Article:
PLANS for £450,000 of improvement works to encourage residents to walk and cycle in Romsey are to start this summer.

Hampshire County Council have announced a new footway will be built between the new development at Abbotswood, Sir Harold Hillier Gardens and the village of Braishfield.

This will provide a continuous pedestrian route between Abbotswood and Braishfield Village, including the school, pubs, recreation ground and village hall.

The improvements to Braishfield Road will include a 1.8 metre footway, from the roundabout with Jermyns Lane through to the vehicle entrance of the Dog and Crook pub.

Residents will also see a further 3 metre wide shared-use footway built from the roundabout with Braishfield Road and Jermyns Lane to the existing 3 metre wide footway just north of the roundabout with Freemantle Road and Braishfield Road.

This existing section will be converted to a shared use route and will link with the proposed shared use footway.

Mark Edgerley, Romsey town centre manager, said: “This will make it much easier for residents to access Hillier Gardens which is great. Cycling is important in the Romsey area and we are encouraging people to cycle as it will help take the traffic off the road.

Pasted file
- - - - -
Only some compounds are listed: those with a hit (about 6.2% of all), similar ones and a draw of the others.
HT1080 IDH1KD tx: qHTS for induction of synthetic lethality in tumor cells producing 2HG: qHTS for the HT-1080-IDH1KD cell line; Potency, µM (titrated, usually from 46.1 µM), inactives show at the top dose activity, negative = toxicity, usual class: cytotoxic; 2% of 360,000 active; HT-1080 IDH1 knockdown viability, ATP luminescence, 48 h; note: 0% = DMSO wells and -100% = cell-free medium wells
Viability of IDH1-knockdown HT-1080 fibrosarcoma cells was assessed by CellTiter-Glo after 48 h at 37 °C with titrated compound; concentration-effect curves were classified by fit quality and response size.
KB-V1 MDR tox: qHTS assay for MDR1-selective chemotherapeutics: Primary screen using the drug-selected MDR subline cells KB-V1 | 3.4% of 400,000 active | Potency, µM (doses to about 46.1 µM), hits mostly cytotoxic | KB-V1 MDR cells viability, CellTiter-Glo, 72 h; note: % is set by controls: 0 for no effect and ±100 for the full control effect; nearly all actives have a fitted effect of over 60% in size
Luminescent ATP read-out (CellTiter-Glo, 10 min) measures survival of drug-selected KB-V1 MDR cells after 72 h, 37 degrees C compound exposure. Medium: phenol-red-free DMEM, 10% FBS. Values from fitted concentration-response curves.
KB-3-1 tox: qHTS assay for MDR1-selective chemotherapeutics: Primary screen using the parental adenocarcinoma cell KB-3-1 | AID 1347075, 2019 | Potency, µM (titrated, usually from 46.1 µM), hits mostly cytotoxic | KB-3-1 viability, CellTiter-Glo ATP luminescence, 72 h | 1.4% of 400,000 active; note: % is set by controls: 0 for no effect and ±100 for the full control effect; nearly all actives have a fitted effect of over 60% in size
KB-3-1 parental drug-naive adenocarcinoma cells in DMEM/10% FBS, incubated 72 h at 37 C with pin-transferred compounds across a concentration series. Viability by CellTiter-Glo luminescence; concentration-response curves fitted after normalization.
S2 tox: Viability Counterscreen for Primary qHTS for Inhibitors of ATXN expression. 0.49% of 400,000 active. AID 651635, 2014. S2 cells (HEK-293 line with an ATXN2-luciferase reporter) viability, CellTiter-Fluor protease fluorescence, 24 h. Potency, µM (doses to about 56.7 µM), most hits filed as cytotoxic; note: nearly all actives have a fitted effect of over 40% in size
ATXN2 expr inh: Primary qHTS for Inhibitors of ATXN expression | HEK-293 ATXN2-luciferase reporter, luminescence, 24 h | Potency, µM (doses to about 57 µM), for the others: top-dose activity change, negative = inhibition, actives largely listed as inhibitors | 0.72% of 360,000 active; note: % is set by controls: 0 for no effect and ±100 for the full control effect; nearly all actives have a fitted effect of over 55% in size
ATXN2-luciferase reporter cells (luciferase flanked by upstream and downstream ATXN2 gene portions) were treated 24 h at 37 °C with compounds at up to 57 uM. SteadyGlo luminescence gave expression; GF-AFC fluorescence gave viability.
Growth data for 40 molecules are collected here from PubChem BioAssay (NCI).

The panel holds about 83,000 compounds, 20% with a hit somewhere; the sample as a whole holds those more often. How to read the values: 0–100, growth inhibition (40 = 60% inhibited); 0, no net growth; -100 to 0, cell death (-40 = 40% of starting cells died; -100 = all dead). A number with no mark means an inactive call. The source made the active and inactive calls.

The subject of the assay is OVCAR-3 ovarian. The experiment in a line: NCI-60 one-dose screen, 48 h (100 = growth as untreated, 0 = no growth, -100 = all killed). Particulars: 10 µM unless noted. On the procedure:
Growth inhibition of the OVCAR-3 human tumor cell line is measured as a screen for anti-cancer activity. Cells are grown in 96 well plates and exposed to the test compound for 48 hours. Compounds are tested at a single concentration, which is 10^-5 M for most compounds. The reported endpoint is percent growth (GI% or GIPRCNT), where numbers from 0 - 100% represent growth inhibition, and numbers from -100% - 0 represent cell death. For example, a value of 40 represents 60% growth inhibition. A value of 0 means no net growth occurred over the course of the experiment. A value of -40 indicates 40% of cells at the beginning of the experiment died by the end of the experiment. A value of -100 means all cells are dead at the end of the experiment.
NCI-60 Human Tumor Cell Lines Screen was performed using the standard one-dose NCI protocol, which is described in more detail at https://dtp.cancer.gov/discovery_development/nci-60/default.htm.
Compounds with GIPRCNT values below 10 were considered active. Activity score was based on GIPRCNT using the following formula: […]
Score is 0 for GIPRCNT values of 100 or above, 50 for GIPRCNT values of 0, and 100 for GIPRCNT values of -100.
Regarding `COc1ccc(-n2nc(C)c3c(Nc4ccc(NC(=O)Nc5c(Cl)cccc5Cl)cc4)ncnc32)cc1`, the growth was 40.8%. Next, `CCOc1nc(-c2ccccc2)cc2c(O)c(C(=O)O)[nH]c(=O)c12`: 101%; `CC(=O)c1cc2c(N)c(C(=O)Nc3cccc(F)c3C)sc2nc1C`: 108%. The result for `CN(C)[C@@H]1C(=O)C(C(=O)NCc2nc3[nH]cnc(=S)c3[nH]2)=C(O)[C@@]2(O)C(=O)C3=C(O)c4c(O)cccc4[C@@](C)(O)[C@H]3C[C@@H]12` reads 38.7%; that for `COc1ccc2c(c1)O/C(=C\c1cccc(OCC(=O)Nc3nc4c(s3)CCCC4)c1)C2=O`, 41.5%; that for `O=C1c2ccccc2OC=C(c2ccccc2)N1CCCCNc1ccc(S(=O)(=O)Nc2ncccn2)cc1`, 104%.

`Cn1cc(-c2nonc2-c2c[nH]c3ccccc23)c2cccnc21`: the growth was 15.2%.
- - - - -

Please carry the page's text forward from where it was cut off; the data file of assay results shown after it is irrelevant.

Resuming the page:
“It will also make it easier for families to go out on their bikes together to enjoy the local countryside.”

The mayor of Romsey, councillor Janet Burnage, said: “I think it is marvellous and I welcome it. Anything that is making it easier to take children on their bikes and get people to Hillier Gardens has got to be a good thing.”

Residents have also been invited to view the plans on July 9 between 5pm and 7pm.

The public information session will be held in Braishfield Village Hall, Braishfield Road.

Councillor Rob Humby, deputy leader of Hampshire County Council, said: “We have been working closely with Braishfield Parish Council, Test Valley Borough Council, local county councillors, Sir Harold Hillier Gardens and the wider local community on these plans which are designed to make it easier for people to walk and cycle.

“This event gives us the opportunity to talk to local people about the scheme, and I would encourage as many people as possible to come and see the plans and chat to our officers about this important local project.”

An uncontrolled crossing point will also be constructed just south of the Dog and Crook car park entrance to allow pedestrians to cross from the east side of Braishfield Road and join the existing footway to the north of the car park entrance.

The works are due to finish during the winter, but no start and end date has been confirmed.